Fingerprints

0th

Percentile

Waite's data on Patterns in Fingerprints

Waite (1915) was interested in analyzing the association of patterns in fingerprints, and produced a table of counts for 2000 right hands, classified by the number of fingers describable as a "whorl", a "small loop" (or neither). Because each hand contributes five fingers, the number of Whorls + Loops cannot exceed 5, so the contingency table is necessarily triangular.

Karl Pearson (1904) introduced the test for independence in contingency tables, and by 1913 had developed methods for "restricted contingency tables," such as the triangular table analyzed by Waite. The general formulation of such tests for association in restricted tables is now referred to as models for quasi-independence.

Keywords
datasets
Usage
data(Fingerprints)
Details

Cells for which Whorls + Loops>5 have NA for count

Format

A frequency data frame with 36 observations on the following 3 variables, representing a 6 x 6 table giving the cross-classification of the fingers on 2000 right hands as a whorl, small loop or neither.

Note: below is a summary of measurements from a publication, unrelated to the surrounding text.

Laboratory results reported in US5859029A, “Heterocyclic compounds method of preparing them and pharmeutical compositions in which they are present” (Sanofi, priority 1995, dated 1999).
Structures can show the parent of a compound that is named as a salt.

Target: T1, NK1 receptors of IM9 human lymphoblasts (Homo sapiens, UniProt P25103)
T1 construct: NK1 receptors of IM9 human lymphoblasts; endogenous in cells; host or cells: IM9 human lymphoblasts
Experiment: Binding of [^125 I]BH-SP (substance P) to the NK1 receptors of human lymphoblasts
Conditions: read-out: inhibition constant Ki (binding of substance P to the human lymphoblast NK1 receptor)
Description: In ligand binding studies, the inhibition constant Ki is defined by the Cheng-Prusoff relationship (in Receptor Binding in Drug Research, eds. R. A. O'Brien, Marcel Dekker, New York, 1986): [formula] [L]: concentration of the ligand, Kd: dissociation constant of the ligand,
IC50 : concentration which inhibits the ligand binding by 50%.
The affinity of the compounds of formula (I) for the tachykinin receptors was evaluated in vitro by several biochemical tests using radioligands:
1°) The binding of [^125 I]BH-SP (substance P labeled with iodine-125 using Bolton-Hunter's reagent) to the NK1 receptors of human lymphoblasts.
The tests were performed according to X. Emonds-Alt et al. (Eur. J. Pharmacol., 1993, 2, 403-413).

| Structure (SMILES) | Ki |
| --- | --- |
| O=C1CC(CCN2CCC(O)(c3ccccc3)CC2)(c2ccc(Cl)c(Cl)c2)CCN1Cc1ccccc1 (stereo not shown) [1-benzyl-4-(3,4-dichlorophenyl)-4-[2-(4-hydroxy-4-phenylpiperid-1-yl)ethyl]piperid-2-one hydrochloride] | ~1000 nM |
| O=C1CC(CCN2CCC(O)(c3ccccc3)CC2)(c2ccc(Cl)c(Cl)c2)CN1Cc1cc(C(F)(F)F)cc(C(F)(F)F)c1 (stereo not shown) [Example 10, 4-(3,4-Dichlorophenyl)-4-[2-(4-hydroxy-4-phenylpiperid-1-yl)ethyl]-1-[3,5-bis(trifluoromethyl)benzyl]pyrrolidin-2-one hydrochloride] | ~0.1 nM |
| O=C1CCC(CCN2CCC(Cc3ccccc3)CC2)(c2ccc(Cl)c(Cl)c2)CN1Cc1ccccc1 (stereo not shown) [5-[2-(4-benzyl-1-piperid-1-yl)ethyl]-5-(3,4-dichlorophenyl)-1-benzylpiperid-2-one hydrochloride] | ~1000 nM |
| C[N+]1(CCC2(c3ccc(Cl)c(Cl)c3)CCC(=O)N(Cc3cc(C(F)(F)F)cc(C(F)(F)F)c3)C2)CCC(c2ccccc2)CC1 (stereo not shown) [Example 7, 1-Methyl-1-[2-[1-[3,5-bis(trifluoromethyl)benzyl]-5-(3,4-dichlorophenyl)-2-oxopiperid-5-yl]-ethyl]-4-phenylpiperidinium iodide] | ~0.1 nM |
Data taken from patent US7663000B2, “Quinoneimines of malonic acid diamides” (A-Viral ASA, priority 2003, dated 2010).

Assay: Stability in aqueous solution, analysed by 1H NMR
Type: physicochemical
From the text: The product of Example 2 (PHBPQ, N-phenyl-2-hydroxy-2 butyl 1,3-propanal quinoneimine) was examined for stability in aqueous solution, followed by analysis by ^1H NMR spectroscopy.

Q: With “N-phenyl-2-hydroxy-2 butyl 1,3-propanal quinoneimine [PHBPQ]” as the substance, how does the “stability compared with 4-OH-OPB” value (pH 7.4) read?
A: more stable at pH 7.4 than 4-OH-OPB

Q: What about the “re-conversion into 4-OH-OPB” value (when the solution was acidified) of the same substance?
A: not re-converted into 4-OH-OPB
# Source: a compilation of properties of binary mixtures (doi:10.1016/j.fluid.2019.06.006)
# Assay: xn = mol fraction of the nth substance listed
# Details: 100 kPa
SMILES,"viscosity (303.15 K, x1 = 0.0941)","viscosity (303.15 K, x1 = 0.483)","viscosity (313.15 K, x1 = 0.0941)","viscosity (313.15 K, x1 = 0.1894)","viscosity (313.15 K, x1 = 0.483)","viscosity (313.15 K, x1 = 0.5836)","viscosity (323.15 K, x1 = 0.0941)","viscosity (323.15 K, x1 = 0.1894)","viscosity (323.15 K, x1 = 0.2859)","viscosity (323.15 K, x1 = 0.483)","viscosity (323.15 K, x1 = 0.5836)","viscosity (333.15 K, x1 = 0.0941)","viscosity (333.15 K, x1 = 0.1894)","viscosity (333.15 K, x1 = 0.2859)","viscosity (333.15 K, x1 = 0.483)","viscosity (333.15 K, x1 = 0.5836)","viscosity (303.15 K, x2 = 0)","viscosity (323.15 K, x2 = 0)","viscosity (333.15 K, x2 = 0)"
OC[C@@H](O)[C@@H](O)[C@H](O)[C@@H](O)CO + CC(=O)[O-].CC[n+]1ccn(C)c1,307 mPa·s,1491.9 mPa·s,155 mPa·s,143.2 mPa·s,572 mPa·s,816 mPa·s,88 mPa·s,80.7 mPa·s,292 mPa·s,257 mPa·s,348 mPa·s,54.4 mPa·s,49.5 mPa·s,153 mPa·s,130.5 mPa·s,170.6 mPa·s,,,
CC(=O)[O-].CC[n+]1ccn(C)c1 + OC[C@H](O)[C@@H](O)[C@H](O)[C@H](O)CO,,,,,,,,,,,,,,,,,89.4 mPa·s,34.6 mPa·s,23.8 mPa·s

Whorls

Number of whorls, an ordered factor with levels 0 < 1 < 2 < 3 < 4 < 5

Loops

Number of small loops, an ordered factor with levels 0 < 1 < 2 < 3 < 4 < 5

count

Number of hands

References

Pearson, K. (1904). Mathematical contributions to the theory of evolution. XIII. On the theory of contingency and its relation to association and normal correlation. Reprinted in Karl Pearson's Early Statistical Papers, Cambridge: Cambridge University Press, 1948, 443-475.

Waite, H. (1915). The analysis of fingerprints, Biometrika, 10, 421-478.

Aliases
  • Fingerprints
Examples
# NOT RUN {
data(Fingerprints)
xtabs(count ~ Whorls + Loops, data=Fingerprints)
# }
Documentation reproduced from package HistData, version 0.8-6, License: GPL

Community examples

Looks like there are no examples yet.